How to grow veg - should gardening be taught in schools?

Last updated at 17:04
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Do you think you should learn how to grow plants and vegetables at school?

The Department for Education is deciding what should be taught in schools from next year.

The current national curriculum runs out in September 2014, so a new document has been drawn up to replace it.

One of the many changes it suggests is that primary school pupils should learn how to grow plants and vegetables.

So, we want to know what you think - would you like to have gardening lessons? Do you want to grow your own food? Do you already do this at school or at home?

Your Comments:

"We discussed this in Year 7 and we think this is a very good idea because it will save money and help us to look after our gardens. We have a school Allotment Club that grows potatoes, peas, carrots and beans. We have also just planted strawberries as well as herbs like rosemary and mint. We are planning a mini wild flower meadow to attract butterflies, bees and ladybirds."

Emma, Essex, England

"I think it should be an important lesson, as it is a good life skill, but I think it should be taught alongside cooking lessons, as you could use the vegetables as ingredients."

Millie, Cardiff, Wales

"Gardening is a skill which can be carried on throughout life, not only knowing how to plant things, but also how to identify them and how they help the environment. Kids need to know how to be eco-friendly and gardening is a great way to achieve this. Gardening should be a lesson in school!"

Liam, Coventry, England

"I don't think that it should be part of the National Curriculum, instead it should be an option for schools to do it if they want to. Instead they should teach something like First Aid, or something that is more essential in life."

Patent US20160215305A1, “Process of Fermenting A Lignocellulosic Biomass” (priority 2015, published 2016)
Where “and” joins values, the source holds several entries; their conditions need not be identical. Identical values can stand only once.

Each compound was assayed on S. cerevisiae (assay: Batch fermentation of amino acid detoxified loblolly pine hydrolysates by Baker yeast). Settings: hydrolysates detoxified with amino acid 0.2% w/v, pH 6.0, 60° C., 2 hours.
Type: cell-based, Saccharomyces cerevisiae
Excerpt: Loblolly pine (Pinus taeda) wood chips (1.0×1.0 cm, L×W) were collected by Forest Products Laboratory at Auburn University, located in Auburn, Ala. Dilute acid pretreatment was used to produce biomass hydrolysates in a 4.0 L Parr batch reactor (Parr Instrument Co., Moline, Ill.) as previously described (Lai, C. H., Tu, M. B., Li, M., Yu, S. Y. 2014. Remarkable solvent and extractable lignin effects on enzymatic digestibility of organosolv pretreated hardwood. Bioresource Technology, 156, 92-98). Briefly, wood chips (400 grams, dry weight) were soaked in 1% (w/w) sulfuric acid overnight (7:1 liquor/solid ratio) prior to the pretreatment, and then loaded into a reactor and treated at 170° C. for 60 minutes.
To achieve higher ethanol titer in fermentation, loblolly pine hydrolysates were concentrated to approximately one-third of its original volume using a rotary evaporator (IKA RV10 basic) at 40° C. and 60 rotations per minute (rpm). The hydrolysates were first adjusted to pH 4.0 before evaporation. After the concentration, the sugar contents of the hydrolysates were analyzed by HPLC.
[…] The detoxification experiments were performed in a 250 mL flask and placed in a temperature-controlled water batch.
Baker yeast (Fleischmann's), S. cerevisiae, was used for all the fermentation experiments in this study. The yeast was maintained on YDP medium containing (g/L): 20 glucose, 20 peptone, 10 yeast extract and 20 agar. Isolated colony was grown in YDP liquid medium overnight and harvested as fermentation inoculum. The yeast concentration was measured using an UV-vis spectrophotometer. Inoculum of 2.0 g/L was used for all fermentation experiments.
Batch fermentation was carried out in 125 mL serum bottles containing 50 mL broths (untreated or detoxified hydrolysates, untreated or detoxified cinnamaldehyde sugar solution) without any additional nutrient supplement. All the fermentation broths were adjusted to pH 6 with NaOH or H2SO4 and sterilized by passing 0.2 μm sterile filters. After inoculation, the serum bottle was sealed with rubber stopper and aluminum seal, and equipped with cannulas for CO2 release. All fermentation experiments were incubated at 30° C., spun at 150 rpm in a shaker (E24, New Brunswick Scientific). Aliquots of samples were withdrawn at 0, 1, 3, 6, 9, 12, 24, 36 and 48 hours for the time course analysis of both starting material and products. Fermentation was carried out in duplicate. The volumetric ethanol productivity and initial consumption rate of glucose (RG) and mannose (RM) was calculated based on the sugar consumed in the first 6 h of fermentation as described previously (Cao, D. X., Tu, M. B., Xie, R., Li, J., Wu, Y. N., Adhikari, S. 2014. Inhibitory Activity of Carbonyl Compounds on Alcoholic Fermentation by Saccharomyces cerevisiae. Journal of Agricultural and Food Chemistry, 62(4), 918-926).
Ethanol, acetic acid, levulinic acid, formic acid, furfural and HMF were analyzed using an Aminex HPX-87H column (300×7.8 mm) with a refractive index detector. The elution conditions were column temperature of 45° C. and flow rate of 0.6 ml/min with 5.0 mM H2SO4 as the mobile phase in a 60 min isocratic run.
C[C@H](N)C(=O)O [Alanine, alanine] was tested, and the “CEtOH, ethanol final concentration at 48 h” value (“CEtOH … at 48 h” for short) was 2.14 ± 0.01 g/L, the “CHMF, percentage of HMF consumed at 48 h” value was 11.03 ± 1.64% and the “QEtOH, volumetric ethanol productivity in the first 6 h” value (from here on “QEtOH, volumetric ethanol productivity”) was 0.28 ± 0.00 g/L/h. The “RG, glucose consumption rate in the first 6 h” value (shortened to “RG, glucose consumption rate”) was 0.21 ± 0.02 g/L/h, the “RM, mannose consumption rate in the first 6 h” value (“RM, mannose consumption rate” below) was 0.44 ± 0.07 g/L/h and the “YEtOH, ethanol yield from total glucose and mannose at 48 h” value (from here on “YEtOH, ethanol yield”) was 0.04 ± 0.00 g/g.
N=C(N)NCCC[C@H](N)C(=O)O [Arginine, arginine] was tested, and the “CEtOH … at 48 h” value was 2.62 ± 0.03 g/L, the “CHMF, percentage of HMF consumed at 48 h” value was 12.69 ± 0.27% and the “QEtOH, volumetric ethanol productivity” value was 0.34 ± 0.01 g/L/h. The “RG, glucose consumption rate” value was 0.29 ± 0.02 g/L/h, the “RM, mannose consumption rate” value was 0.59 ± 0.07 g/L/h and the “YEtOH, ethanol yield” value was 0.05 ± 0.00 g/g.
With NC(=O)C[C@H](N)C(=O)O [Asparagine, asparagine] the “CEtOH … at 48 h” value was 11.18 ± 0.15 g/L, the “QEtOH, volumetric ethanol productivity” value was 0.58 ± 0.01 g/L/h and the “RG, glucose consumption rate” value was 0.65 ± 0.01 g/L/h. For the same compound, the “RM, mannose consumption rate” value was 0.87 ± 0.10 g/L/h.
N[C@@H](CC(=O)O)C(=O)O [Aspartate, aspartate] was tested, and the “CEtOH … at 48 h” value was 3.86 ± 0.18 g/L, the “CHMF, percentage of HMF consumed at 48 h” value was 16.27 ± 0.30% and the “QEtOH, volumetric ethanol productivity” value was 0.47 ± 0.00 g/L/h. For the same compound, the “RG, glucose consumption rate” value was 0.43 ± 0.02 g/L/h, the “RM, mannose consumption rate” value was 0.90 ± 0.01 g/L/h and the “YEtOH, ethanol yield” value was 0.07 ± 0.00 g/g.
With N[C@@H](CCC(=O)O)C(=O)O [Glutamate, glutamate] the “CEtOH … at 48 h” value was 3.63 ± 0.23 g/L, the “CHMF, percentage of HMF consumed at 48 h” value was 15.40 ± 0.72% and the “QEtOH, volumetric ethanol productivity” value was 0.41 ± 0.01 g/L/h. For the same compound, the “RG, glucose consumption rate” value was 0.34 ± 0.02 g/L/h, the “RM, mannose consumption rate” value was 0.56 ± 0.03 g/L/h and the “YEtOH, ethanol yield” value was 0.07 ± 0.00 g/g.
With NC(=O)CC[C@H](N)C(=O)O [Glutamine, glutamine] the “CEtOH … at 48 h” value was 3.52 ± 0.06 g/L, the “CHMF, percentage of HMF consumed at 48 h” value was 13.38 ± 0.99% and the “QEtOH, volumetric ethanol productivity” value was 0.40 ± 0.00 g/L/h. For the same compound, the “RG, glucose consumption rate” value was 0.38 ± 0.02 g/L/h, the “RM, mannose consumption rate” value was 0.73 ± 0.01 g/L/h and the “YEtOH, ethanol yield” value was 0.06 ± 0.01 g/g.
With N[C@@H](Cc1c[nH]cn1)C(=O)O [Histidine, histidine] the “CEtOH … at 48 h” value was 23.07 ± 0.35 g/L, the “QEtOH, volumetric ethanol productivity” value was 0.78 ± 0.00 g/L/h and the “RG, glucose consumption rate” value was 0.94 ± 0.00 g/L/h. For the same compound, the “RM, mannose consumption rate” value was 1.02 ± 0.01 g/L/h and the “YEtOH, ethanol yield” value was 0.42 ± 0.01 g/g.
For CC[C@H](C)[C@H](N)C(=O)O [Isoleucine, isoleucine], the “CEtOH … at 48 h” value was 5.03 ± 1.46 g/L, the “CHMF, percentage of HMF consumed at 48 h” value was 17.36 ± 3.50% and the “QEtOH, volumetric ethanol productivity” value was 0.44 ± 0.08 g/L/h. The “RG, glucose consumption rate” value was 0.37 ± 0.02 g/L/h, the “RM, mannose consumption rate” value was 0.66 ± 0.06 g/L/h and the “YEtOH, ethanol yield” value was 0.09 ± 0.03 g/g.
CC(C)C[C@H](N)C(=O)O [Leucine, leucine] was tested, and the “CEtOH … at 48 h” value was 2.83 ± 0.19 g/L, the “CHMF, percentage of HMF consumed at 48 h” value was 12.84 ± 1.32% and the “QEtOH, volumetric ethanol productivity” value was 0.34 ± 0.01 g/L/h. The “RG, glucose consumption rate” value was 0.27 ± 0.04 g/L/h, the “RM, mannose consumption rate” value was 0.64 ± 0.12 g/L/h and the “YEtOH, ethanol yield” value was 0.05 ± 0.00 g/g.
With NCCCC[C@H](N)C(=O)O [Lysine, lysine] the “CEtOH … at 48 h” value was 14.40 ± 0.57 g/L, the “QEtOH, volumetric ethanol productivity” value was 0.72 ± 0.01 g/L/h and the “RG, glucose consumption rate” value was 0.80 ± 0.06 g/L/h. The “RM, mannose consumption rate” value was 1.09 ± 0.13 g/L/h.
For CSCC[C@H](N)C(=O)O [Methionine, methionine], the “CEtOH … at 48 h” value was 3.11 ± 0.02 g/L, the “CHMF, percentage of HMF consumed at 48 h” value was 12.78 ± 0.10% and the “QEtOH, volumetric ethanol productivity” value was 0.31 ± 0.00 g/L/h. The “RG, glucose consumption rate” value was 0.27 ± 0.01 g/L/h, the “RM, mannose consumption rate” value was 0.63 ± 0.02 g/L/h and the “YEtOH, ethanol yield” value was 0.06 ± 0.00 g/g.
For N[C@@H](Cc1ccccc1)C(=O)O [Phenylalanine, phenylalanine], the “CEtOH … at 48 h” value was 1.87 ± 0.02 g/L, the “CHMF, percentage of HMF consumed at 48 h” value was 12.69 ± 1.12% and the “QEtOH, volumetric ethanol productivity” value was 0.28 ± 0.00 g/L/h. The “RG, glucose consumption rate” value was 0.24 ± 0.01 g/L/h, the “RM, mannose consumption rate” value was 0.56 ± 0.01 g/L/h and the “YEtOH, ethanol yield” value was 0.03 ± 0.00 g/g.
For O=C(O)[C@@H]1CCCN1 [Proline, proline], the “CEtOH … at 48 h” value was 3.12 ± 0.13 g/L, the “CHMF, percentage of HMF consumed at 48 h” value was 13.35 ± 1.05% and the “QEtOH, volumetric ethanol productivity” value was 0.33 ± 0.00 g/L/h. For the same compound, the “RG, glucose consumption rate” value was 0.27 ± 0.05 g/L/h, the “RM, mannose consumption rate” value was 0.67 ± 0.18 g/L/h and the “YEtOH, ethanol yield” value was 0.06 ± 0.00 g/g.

Jess, Nottingham, England

"I think it should be taught in school because most kids just sit inside and play on their X box or Wii instead of going outside and playing and gardening. My mum has always liked gardening and she taught me how to garden and now when it's a sunny day I will go outside and help my mum. I really enjoy it and I think other children should try it as well!"

Sophie, Dungannon, N. Ireland

"I don't think gardening should be taught in schools because you go to school to learn not to go and plant and get mucky."

Kirsty, Inverness, Scotland

"I think it is an excellent idea. If everyone was taught gardening the risk of obesity could go down. It would teach people about fresh fruit and veg. It is also very fun and it is good to get out in the fresh air. It would also save money because your canteen could use your fresh fruit and veg instead of buying it."

Valentina, London, England

"I think that all schools should have lessons all about and how to plant vegetables, and then have some cooking lessons to show how to cook them too. This would improve what we know and make us happy too.

Ashlee, Preston, England

"I think that it should be taught at schools because it gets the kids out of the classroom. They will also be encouraged to grow the vegetables at home, and they could also be taught to cook them correctly. It will also be cheaper to grow your own veg, and it is also better for the environment if you grow your own, instead of buying them from a supermarket."

Annabel, Berkhamsted, England

"I think that gardening should be taught at school because it's fun and in the future it might come in handy. Also people might want to learn how to cook the food and grow it."

Alicia, Leicestershire, England

"I think we should have gardening lessons because it's fun and helps the environment."

Rebecca, West Sussex, England

"We think it is important to have gardening at school, but in our school, we have gardening as an extra club. Half of our class think gardening should be in lesson times, and half think it should stay as a club. "

Class 2, Oxfordshire, England

"Gardening is good for creatures."

Olivia, West Midlands, England

"We should always try to grow lots of things because it helps nature."

James, West Midlands, England

"We discussed this in Year 2 and we think this is a very good idea because it will save money and help us to look after our gardens. We have a school Allotment Club that grows potatoes, peas, carrots and beans. We have also just planted strawberries as well as herbs like rosemary and mint. We are planning a mini wild flower meadow to attract butterflies, bees and ladybirds."

Miss Johnson, Newcastle upon Tyne, England

"I think gardening should be taught at schools so children can learn how to grow plants and vegetables. They could also be taught how to cook the food!"

Alex, Ashford, England